Daimler prefers sharing 

Contact: Scott Denne

Daimler has topped off an industrious 2017 with the acquisition of Uber rival Chauffeur Prive. Not only has the German automaker printed more deals than its peers, its M&A strategy highlights the alternate route it’s taking toward the industry’s impending technological changes. While many automakers have spread investments across autonomous vehicles and ride-sharing apps, Daimler has fastened on the latter category.

The purchase of Chauffeur Prive lands Daimler’s ride-hailing business a French outpost, adding to services it picked up in Greece, Romania and other locales across four such deals this year and eight since 2014. It also printed two additional transactions this year in related categories with the acquisitions of a mobile payments company and a location-based social network provider, and joined a consortium of automakers with the purchase of Nokia Maps back in 2015.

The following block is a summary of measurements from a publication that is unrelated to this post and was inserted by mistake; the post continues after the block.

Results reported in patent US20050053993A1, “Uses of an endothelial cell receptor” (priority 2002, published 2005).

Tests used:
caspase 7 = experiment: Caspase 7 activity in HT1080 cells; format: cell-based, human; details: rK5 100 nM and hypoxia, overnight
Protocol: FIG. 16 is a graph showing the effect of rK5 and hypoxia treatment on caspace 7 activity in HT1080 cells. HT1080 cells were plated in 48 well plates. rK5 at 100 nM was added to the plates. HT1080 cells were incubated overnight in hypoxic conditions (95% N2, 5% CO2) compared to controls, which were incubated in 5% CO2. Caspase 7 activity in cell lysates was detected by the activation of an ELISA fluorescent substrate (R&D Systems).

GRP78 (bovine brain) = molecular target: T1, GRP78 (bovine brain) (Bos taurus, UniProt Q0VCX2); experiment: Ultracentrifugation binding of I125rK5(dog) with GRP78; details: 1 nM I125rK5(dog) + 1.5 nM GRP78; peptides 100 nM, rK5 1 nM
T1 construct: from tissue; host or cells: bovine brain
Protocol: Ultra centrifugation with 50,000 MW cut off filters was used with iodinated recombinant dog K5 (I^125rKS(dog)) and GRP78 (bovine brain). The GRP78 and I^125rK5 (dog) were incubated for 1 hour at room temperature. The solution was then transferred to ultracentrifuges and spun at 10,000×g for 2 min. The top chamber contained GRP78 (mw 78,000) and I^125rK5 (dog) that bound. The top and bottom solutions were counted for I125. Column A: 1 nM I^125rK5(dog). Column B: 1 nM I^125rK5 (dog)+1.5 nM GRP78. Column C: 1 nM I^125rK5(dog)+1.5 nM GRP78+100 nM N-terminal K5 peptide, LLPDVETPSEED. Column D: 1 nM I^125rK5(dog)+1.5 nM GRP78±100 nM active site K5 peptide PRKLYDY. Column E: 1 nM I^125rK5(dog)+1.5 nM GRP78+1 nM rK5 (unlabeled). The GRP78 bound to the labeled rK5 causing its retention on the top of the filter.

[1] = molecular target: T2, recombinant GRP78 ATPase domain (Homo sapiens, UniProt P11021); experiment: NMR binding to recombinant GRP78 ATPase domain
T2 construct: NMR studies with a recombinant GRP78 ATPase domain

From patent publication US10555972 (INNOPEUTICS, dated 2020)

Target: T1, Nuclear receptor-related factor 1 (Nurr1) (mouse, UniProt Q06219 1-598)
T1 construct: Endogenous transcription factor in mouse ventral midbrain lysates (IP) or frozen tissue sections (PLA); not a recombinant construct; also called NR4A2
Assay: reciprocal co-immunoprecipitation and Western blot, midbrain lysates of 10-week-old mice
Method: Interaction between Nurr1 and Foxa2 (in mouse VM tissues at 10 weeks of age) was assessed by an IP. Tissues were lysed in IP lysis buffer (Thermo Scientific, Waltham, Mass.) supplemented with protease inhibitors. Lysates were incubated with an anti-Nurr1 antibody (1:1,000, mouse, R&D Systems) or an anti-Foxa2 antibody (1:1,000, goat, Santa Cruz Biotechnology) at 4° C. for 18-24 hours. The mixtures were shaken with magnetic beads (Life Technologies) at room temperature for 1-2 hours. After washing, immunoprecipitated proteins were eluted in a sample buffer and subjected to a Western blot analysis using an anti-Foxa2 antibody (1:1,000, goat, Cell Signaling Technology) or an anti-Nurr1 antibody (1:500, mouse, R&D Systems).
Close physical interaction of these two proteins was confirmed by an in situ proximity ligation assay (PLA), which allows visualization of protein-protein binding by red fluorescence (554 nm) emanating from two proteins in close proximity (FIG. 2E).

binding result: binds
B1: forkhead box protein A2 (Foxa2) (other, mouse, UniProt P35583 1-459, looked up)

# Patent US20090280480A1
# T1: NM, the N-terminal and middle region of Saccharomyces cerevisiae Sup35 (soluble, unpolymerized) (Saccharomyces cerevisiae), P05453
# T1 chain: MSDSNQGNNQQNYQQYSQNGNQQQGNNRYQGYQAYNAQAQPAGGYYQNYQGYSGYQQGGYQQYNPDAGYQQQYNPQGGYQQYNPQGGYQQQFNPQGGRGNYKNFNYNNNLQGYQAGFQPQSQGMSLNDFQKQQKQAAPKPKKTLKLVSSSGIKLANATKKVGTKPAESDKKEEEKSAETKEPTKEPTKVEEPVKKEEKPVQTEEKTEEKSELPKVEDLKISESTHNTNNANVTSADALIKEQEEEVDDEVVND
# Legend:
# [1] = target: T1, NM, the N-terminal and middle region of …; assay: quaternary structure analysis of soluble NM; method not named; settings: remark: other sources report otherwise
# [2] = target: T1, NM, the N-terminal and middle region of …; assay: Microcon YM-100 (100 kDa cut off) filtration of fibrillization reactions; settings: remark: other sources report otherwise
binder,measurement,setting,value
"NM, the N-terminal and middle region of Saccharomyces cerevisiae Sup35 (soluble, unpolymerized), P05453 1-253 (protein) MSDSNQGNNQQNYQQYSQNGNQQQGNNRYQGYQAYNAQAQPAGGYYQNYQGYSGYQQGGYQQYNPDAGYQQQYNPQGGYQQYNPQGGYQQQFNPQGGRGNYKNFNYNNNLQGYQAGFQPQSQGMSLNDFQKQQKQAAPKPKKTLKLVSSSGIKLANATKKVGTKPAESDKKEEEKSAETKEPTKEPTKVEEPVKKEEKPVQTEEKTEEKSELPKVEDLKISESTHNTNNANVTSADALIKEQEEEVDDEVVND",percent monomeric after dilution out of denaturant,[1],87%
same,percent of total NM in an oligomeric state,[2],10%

Compare that with Ford Motor and General Motors, which have bought five autonomous vehicle makers between them and each nabbed one ride-hailing app in the past two years, according to 451 Research’s M&A KnowledgeBase. That’s not to say Daimler doesn’t plan to develop autonomous cars. Rather, it suggests that the Mercedes-Benz parent views ride-hailing and -sharing apps not as a new sales channel for its cars but as a new sales model. When automakers do roll out fully autonomous vehicles at scale – something 451 Research expects to happen in about five years – Daimler will have an extra lane to monetization.

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